Maude Thomas Murray

Born: Carthage, SD – 21 Jul 1892

Died: Pipestone, MN – 8 May 1985

Father: William Clinton Thomas

Mother: Anna Mary Johnson Thomas

Spouse: Charles Henry Murray

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Grandmother Maude Isabelle Thomas Murray

Maude Isabelle Thomas was born on 21 July 1892 in or near Carthage, Miner County, South Dakota. Maude was the 2nd girl and the 3rd of 8 children born to William Clinton Thomas and Anna Mary Johnson Thomas.

By the 1900 Census Maude was 8 years old and her parents were farming in Walworth Township, Walworth County, South Dakota. Her siblings were Mable A 12, Charles M 11, Francis S 6, Roy Dewey 2, and Hazel A 2 months old.

I remember Grandma Murray telling me that as a young girl she had traveled by covered wagon with her family to visit relatives. She could remember riding in the covered wagon with her family and it was raining heavily. The wagon leaked and she said her baby sister had started to cry. When she went over to her to see what was wrong, she saw that the baby was in a big puddle of water and was being dripped on from the leaky canvas. This incident seemed to lighten the spirits of the family on that rainy day.

William Clinton Thomas and wife Anna Mary took their 6 kids in a covered wagon (probably from their home near Miller, SD - about 100 miles) to Bowdel, SD arriving in May 1900 to visit William's sister Mattie. There are 5 kids from the Dewey family and 5 kids from the Thomas family. My future grandmother Maude Thomas is the girl on the chair in the front right.

The above photo has this written on the back.

“This picture was taken in 1900 when we arrived by covered wagon in Bowdel, SD at Mattie's home. Mattie's 5 children are in picture. Hazel was only 4 weeks old and not on photo.”

Hazel was born April 3, 1900 and was the baby that was being rained on in the covered wagon. 

When Grandma Murray was 86 years old she consented to an interview by her great granddaughter Diane. The following comes from that interview.

“In 1901 the family bought a church. They moved the building onto a lot and this became their home. For entertainment, they had a music box. William Thomas wanted to be sure his children were familiar with music. It was the wind up type. Later, they got a phonograph and the records were made of wax and were round like a tube. The record slid over another round piece and a needle arm was placed on it. It worked on the same idea of today's records only they weren't a flat circle.

Maude also went to 10-cent movies at the theater. They were the silent type with words printed on the bottom. Charlie Chaplin was a biggie of the time.

Another main form of entertainment was inviting people over to the house. They used to make fudge, play parlor games like musical chairs etc. The adults would talk, etc.”

A few years later according to the 1910 Federal Census, the Thomas family had relocated to Huron, South Dakota. Her father, William, was a teamster and the family was living at 1150 Simmons Ave, Huron, Beadle County, SD. William 57, Anna 41, Mable 22, Charles 20, Maud 17, Frank 15, Roy D 11, Hazel 9, Howard 3, and Edith 1.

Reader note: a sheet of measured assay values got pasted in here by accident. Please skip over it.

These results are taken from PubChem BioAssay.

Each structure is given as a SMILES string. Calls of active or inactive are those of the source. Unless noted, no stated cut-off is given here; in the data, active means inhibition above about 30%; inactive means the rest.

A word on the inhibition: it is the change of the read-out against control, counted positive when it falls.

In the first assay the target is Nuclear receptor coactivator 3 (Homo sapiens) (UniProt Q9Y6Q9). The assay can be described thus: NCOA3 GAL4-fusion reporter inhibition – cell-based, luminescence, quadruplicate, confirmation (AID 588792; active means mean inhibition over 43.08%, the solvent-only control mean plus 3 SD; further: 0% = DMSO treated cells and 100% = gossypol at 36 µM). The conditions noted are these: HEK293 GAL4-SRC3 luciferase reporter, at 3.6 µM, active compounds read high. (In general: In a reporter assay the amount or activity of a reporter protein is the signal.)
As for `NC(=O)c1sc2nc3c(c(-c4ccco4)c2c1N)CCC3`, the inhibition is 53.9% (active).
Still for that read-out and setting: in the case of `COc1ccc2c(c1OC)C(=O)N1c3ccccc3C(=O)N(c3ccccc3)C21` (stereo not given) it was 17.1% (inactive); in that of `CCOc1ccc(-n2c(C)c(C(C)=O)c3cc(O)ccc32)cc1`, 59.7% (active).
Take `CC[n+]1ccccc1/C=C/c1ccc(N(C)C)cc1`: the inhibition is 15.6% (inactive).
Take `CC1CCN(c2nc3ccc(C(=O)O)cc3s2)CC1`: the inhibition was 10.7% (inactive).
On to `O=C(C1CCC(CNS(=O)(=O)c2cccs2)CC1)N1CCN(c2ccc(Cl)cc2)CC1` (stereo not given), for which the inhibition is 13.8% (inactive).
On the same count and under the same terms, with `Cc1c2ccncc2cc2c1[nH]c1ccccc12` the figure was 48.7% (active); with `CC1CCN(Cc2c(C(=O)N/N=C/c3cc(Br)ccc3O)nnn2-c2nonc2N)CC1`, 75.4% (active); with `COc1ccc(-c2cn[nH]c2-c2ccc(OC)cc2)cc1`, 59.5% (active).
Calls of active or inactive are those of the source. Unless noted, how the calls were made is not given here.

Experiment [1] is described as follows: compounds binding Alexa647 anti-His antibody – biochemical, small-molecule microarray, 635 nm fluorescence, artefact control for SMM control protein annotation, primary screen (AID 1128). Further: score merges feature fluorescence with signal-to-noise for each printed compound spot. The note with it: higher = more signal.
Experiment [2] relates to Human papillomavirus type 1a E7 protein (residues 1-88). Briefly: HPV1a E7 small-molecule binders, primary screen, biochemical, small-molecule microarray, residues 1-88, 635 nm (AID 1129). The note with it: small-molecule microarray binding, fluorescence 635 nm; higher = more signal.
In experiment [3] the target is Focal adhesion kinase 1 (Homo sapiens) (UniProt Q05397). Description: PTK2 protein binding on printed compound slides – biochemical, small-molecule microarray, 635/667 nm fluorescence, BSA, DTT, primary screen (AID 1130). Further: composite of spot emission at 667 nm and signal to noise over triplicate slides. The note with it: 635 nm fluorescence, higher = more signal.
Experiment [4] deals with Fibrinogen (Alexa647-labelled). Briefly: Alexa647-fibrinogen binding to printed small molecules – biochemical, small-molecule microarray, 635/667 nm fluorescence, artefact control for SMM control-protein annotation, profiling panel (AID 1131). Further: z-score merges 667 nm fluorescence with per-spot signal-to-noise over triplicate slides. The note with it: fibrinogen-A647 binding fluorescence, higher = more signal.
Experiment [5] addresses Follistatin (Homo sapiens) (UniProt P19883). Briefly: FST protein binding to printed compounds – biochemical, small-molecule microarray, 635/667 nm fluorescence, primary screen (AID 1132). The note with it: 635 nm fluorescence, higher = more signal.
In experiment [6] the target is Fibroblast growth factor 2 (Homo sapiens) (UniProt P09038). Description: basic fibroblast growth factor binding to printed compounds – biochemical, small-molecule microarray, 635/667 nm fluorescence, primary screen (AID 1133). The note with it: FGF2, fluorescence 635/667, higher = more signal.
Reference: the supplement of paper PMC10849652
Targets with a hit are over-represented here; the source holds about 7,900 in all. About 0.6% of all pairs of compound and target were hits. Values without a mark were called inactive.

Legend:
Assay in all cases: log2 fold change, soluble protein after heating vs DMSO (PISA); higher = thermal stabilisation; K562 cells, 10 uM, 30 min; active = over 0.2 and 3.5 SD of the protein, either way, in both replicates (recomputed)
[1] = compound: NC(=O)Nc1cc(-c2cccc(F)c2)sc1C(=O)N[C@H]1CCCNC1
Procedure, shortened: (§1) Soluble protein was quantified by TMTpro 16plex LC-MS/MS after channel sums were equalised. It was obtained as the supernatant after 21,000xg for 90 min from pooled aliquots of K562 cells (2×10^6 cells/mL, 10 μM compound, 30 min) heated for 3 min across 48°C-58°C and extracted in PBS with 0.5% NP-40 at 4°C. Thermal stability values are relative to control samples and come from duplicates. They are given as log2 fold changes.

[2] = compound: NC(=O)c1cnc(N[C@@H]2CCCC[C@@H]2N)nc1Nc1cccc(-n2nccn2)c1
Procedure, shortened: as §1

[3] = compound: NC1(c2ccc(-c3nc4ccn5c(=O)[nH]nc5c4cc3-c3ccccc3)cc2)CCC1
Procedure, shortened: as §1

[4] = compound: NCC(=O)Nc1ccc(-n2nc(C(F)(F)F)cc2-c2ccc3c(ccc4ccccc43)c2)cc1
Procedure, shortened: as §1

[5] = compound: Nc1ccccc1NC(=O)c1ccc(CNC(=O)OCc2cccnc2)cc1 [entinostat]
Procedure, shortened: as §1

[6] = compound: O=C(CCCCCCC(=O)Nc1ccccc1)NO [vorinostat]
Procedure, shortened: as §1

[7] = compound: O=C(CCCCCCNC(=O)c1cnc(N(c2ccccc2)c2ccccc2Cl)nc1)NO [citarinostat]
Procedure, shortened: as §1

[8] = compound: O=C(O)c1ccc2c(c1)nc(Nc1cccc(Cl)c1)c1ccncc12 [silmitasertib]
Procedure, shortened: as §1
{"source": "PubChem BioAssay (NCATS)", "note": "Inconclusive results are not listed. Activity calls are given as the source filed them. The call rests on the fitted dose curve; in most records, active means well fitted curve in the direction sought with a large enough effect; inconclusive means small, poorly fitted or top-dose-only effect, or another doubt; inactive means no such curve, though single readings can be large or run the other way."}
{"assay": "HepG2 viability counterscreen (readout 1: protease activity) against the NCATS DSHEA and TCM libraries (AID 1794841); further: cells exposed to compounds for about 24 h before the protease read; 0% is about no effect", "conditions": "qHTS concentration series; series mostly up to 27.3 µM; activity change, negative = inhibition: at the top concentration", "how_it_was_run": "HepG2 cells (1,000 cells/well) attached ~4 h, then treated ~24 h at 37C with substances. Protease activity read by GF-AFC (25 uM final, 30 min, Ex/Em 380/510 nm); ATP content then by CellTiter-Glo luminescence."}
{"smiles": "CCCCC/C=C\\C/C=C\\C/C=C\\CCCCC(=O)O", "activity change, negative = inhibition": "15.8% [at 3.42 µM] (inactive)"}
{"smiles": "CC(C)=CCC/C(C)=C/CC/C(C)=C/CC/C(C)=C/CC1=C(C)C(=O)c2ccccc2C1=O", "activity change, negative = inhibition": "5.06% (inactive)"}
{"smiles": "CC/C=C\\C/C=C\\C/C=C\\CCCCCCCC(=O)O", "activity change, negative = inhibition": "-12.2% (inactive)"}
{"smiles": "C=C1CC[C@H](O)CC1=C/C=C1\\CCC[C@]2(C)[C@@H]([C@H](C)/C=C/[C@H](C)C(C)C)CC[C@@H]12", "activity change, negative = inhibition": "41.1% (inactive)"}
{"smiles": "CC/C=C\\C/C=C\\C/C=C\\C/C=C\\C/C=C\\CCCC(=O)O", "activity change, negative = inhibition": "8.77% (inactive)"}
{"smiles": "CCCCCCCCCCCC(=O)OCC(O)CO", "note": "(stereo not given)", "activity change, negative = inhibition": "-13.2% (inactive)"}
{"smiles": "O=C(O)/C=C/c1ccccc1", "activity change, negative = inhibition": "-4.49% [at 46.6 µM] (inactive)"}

More from the interview of Maude by her great granddaughter Diane:

“Henry Murray and Maude met at the poor house. This is not as bad as it sounds. Maude was doing housecleaning and cooking or whatever needed doing. The poor house was a place where people who were very poor came to live when they couldn't survive on their own anymore. A lot were older people, but there was one family that lived there. Maude was about 16 or 17 at the time and she earned $5.00 per week. She met Henry here. He was doing odd jobs like cutting blocks of ice from the river and storing them in the icehouse.”

Considering that Maude said she was 16 or 17 at the time would make the year 1908 or 1909.

The photo below is the Beadle County Poor Farm where Maude worked and where she met her future husband, Henry Murray. The next photo is Henry Murray sitting in his horse-drawn buggy in front of the building.

The next photo is of Henry and Maude in a buggy in front of the same building. The photo was titled "Henry Murray courtin Maude Thomas”.

I asked my sister, Betty, about the poor farm and she wrote:  “Yes, I always remember Gma talking about them at the poor farm, and one time I had to ask because I thought they themselves were living there. Anyway, they worked there.

As a young girl I also remember Gma Murray feeding men on the back step at their Slayton farm just down from our place. She would fill a plate, and take it out to whoever was there. She always kept me in the house at that time, I cannot remember being around them but that would have been Gma, — to keep me away from them.”

The remainder of the interview by Diane follows as it tells a lot about the early life of Maude Thomas Murray.

“Henry and Maude were married in Huron at the Baptist parsonage there. It was a very small wedding, only her two sisters, the minister and the minister’s wife. Maude's daughter, Lois, was married in this same church.

The house they lived in was cold. She said there would be about 1 ½ inch gap on top of the door and the wind would blast right in. But she said she raised two small children under these conditions so it must not have been that bad.